Patrick Wolf has been quiet for a long time. Not just in his hiatus from music, whilst he collates an anthology of poetry, notes and art to be published for his fans, but also on stage tonight at Nottingham’s Rescue Rooms. He is intently tuning and returning his guitar, methodically testing and retesting, searching intuitively for that elusive but eventually sought for pitch. He goes on to explain that almost every song he plays needs a different tuning set up, but thanks us all for being so patient with him. The audience tonight are definitely keen to see what Patrick has been and will be up to, and are thoroughly onside. One voice responds that we can just check out his shoes while we wait (he has terrific stacked heel boots like something from a sci fi dream) and Patrick responds appreciatively and slightly mischievously that as long as we keep coming to his gigs one day he’ll be able to afford his own guitar technician. He may not have the tech but he does have two brave followers in the shape of Max and Drew on drums and bass plus a whole array of instruments to demonstrate his eclectic musical tastes and accomplishment. He’s also supported by long time friend and collaborator Calpernia Addams who later accompanies him on autoharp. Ahead of Patrick’s set, she delivers a breathy mixture of cabaret, burlesque, torch song and chamber music which warms the crowd up nicely.
Patrick’s own set is an interesting mixture of his back catalogue and new compositions. Eternally torn between the commercial and the artistic (he explains this beautifully towards the end of the set where he plays two songs which are basically the same moment in his life, but one the dark, arty version whilst the other is the ‘chequebook pen’ hovering moment for his record label), he opts for the latter tonight, avoiding playing his most chart-troubling and toe-tapping songs in favour of some of his more daring, but equally loved tracks. So, there’s no “House” or “The Magic Position” or “Time of My Life” (to my dismay – a real favourite), but we do get searing versions of “Tristan” and “Augustine” and the gorgeous “Bluebells” which has the crowd excited from its first insistent synth stabs and swirls. A track like “Land’s End” explains much of his dilemma and is a brilliant opener:
“The work is done and the record pressed / Now you’re doing battle with the fickle press / You’ve got to strike the hammers and pull the bow/ And another fool is just another show / It’s all the same and you’ve seen it before”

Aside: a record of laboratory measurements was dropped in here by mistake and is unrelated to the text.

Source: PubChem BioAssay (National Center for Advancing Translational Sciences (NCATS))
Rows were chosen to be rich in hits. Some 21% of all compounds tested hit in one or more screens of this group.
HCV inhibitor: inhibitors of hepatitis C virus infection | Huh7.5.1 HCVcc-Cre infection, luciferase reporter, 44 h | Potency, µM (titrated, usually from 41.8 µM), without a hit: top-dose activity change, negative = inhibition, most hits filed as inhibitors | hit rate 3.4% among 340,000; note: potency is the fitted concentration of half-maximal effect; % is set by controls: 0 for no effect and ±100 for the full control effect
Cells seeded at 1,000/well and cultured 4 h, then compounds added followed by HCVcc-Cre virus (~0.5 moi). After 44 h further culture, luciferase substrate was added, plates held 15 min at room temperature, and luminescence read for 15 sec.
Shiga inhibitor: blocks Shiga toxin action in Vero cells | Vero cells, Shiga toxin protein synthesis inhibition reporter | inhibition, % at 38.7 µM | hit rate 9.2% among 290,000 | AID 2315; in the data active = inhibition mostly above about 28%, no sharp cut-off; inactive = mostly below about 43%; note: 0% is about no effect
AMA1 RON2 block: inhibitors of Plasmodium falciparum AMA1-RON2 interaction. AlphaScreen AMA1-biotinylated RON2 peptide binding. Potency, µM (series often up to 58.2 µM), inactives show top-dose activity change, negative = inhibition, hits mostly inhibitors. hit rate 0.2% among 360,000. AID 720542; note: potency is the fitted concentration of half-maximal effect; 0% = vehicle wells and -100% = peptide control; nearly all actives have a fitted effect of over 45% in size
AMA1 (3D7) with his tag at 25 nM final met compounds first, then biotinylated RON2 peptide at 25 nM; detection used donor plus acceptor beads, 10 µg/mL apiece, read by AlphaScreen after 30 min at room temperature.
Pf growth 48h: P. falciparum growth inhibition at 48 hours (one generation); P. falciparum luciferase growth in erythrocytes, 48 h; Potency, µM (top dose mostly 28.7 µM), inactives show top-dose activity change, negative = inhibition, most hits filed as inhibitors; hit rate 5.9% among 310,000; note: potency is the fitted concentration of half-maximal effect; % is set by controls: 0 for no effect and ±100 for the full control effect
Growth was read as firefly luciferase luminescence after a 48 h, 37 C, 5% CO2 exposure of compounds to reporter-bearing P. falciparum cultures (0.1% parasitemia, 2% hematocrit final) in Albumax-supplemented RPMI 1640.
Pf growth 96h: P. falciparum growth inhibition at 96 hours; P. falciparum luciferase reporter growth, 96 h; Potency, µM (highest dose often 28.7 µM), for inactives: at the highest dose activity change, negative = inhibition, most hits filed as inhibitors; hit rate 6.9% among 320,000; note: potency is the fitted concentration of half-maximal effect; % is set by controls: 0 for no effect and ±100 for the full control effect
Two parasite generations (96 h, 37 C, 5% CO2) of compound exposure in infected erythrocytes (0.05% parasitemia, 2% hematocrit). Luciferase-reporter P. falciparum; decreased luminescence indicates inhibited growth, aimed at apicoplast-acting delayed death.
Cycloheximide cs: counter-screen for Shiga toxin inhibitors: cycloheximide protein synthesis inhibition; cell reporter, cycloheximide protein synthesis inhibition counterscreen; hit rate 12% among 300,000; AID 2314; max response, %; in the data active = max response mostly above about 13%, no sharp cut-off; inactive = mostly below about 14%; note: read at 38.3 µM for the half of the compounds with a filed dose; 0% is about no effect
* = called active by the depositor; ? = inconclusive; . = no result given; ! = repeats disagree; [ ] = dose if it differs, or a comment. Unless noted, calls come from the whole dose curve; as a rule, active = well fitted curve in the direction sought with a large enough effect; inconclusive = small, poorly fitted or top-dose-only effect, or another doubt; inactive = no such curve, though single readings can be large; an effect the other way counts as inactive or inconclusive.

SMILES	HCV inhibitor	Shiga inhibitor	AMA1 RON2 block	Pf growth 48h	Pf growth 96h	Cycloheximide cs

Throughout the evening, Patrick moves from one instrument to another, showing his prowess on vocals (beautiful, haunting and producing many spine-tingling moments), guitar, keys and violin. At times he frantically strums or strikes the instrument creating a disconcerting but mesmerising wall of sound. Coupled with the sonorous bass and rising drums and cymbals, the effect is often stunning.
New track “The Watcher in the Woods” is introduced as a tribute to three friends and it is only through a spot of internet research and YouTube video watching that I realise his “Amy, Peaches and Robbie” are Winehouse, Geldof and Wolf’s violinist friend. The track is poignant and haunting as you’d expect from the subject matter, lamenting that they were “gone before their time” in a lovely descending chord sequence like something from a 60s guitar ballad. Equally arm-hair-electrifying is “Godrevy Point” with its references to the beautiful coastline and the “ghost region” again creating something terribly bittersweet and memorable.
We are also treated to a glimpse of the new double A side single which is reported to be “Waking the Wild Sound” and “To the Golden Gate”. The latter is inspired by a trip to the West Coast but is just as stirring and elegiac as you’d expect. The other side is equally great, being slightly more upbeat and dare I say, poppy. Patrick has spent this short UK leg of his tour mixing up his set lists, so it’s been tricky to pin down what you will hear from one night to another and our night at Nottingham seems curtailed by a 10pm curfew as we finish with a resounding rendition of “Tristan” rather than any sort of encore. Before this, we get the schism moment I mentioned earlier, where Calpernia returns to the stage to help out on “The Railway House” before moving on into “Get Lost”. Patrick explains that both songs capture the same moment but the amount of pressure he felt under to deliver more commercial songs led to the latter, but perhaps subliminally the title was his message to the big labels. Both tracks are sublime, one in an aching way, the other goes full on rock ‘n’ roll and gets the audience shimmying.
He certainly hasn’t taken the easy route to the top, being quirky and endearing but also wearing his troubled heart on his sleeve and being honest about his darker moods and delays in producing material due to insecurity or perfectionism. He could knock out album after album of folky pop hits, but instead follows his emotions. He ends by telling us that he will be back touring his new album when it’s complete and he looks forward to having a lot of fun with us. “I won’t always be depressing in churches,” he promises, but either way, it will be fascinating to experience.
• Land’s End
• The Shadowsea
• The Bachelor
• The Watcher
• To The Lighthouse
• The Golden Gate
• Godrevy Point
• The Railway House
• Get Lost